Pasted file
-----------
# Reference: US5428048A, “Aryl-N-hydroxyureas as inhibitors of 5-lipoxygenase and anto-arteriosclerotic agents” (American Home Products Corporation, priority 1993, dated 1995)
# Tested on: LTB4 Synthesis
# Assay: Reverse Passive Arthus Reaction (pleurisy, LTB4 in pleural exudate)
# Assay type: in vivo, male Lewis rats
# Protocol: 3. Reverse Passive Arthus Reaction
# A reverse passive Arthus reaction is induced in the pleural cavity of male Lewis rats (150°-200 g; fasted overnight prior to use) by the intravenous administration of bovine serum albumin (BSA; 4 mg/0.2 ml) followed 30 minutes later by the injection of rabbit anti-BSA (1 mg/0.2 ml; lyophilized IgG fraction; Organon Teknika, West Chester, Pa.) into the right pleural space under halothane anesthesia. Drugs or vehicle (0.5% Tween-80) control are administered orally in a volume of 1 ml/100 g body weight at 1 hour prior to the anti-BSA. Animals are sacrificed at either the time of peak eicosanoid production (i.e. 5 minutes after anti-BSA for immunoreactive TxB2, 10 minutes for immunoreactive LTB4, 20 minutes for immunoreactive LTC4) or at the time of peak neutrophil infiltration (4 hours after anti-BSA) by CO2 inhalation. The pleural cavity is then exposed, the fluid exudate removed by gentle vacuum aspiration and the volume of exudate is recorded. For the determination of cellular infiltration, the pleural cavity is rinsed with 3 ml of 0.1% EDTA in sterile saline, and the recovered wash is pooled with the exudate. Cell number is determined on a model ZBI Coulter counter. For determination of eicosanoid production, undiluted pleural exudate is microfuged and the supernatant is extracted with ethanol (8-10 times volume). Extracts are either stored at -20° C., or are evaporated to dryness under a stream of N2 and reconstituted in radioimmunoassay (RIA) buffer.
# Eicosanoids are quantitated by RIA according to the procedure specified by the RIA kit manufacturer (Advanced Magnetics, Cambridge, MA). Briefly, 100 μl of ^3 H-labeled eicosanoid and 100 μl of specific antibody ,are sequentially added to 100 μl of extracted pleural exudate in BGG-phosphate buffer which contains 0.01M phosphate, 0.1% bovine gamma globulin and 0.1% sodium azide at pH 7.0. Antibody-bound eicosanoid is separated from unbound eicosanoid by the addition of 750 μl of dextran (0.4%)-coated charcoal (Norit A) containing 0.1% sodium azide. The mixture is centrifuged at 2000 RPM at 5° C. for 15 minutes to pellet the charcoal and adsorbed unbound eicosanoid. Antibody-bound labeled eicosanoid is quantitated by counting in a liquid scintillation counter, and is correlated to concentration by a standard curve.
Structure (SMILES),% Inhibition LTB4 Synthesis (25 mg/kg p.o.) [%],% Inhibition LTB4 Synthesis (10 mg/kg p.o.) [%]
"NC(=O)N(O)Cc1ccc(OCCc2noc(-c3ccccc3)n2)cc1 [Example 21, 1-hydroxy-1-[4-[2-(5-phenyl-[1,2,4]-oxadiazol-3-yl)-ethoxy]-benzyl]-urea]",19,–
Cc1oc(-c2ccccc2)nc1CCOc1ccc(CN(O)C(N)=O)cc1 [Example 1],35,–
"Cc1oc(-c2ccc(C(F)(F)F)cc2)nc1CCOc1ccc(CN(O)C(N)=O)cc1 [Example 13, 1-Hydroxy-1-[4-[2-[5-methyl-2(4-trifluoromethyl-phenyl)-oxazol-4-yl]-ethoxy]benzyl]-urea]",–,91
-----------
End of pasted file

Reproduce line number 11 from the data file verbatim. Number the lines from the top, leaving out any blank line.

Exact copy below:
"Cc1oc(-c2ccc(C(F)(F)F)cc2)nc1CCOc1ccc(CN(O)C(N)=O)cc1 [Example 13, 1-Hydroxy-1-[4-[2-[5-methyl-2(4-trifluoromethyl-phenyl)-oxazol-4-yl]-ethoxy]benzyl]-urea]",–,91